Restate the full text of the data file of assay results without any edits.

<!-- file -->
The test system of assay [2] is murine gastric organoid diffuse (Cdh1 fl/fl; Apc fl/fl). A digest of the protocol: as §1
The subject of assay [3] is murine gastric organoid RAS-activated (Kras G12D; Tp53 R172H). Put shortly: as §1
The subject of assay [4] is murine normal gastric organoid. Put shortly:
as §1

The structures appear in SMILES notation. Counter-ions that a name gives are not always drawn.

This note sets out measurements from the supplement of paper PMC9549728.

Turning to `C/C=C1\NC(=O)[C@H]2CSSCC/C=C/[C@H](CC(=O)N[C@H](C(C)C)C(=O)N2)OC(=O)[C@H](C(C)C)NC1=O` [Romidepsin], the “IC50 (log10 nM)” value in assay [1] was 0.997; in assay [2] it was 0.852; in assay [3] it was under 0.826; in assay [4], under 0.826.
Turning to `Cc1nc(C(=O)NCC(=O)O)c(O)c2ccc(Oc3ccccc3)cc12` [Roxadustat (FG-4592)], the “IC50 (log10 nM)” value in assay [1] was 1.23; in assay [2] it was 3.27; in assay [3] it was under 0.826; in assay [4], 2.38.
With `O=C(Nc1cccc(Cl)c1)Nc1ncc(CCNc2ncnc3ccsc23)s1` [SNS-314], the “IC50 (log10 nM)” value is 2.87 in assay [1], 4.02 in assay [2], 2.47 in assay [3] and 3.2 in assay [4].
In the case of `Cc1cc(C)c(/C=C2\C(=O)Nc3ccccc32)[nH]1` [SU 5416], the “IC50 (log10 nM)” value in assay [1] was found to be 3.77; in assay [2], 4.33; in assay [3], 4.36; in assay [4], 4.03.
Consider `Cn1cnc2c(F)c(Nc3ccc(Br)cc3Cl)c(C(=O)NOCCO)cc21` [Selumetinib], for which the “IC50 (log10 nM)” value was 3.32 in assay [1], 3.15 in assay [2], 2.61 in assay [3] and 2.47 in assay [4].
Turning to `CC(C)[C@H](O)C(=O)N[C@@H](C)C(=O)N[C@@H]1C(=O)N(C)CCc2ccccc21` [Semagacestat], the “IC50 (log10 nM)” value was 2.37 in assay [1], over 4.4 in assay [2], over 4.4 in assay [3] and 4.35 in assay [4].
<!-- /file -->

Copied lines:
The test system of assay [2] is murine gastric organoid diffuse (Cdh1 fl/fl; Apc fl/fl). A digest of the protocol: as §1
The subject of assay [3] is murine gastric organoid RAS-activated (Kras G12D; Tp53 R172H). Put shortly: as §1
The subject of assay [4] is murine normal gastric organoid. Put shortly:
as §1

The structures appear in SMILES notation. Counter-ions that a name gives are not always drawn.

This note sets out measurements from the supplement of paper PMC9549728.

Turning to `C/C=C1\NC(=O)[C@H]2CSSCC/C=C/[C@H](CC(=O)N[C@H](C(C)C)C(=O)N2)OC(=O)[C@H](C(C)C)NC1=O` [Romidepsin], the “IC50 (log10 nM)” value in assay [1] was 0.997; in assay [2] it was 0.852; in assay [3] it was under 0.826; in assay [4], under 0.826.
Turning to `Cc1nc(C(=O)NCC(=O)O)c(O)c2ccc(Oc3ccccc3)cc12` [Roxadustat (FG-4592)], the “IC50 (log10 nM)” value in assay [1] was 1.23; in assay [2] it was 3.27; in assay [3] it was under 0.826; in assay [4], 2.38.
With `O=C(Nc1cccc(Cl)c1)Nc1ncc(CCNc2ncnc3ccsc23)s1` [SNS-314], the “IC50 (log10 nM)” value is 2.87 in assay [1], 4.02 in assay [2], 2.47 in assay [3] and 3.2 in assay [4].
In the case of `Cc1cc(C)c(/C=C2\C(=O)Nc3ccccc32)[nH]1` [SU 5416], the “IC50 (log10 nM)” value in assay [1] was found to be 3.77; in assay [2], 4.33; in assay [3], 4.36; in assay [4], 4.03.
Consider `Cn1cnc2c(F)c(Nc3ccc(Br)cc3Cl)c(C(=O)NOCCO)cc21` [Selumetinib], for which the “IC50 (log10 nM)” value was 3.32 in assay [1], 3.15 in assay [2], 2.61 in assay [3] and 2.47 in assay [4].
Turning to `CC(C)[C@H](O)C(=O)N[C@@H](C)C(=O)N[C@@H]1C(=O)N(C)CCc2ccccc21` [Semagacestat], the “IC50 (log10 nM)” value was 2.37 in assay [1], over 4.4 in assay [2], over 4.4 in assay [3] and 4.35 in assay [4].